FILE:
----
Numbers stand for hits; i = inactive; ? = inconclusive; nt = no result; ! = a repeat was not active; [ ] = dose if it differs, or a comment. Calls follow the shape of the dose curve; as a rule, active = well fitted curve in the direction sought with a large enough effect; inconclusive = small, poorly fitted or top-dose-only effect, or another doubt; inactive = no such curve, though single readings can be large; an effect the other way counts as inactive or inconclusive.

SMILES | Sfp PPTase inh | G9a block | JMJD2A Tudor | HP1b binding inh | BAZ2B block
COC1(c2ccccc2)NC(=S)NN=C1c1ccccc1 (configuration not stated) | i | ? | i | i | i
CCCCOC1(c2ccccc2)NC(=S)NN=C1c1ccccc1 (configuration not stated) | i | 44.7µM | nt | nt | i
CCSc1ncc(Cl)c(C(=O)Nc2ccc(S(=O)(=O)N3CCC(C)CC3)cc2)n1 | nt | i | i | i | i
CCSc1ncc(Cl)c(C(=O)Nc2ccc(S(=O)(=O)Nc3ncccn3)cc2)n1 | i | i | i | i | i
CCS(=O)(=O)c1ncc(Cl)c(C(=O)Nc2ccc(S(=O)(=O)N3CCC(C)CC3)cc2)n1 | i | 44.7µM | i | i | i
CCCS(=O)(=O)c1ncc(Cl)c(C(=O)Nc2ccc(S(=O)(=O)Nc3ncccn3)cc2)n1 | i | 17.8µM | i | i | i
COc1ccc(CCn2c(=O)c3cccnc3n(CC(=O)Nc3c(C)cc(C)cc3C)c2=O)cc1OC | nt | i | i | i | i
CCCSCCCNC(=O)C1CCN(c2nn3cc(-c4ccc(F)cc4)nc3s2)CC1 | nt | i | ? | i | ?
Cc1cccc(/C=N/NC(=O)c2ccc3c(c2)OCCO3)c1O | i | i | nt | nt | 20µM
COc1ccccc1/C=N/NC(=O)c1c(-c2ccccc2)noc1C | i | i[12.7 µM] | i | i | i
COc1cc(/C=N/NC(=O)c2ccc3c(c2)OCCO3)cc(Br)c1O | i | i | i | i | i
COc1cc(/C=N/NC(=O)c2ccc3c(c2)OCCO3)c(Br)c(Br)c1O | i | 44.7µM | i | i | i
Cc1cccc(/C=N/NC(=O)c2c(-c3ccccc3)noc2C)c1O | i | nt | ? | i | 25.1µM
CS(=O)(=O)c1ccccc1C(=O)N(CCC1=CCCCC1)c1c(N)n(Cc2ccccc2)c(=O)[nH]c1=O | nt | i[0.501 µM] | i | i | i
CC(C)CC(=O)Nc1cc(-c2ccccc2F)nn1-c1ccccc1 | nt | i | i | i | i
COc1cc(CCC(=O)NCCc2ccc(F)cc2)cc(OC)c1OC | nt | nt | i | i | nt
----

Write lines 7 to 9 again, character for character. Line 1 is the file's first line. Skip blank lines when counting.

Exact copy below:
CCS(=O)(=O)c1ncc(Cl)c(C(=O)Nc2ccc(S(=O)(=O)N3CCC(C)CC3)cc2)n1 | i | 44.7µM | i | i | i
CCCS(=O)(=O)c1ncc(Cl)c(C(=O)Nc2ccc(S(=O)(=O)Nc3ncccn3)cc2)n1 | i | 17.8µM | i | i | i
COc1ccc(CCn2c(=O)c3cccnc3n(CC(=O)Nc3c(C)cc(C)cc3C)c2=O)cc1OC | nt | i | i | i | i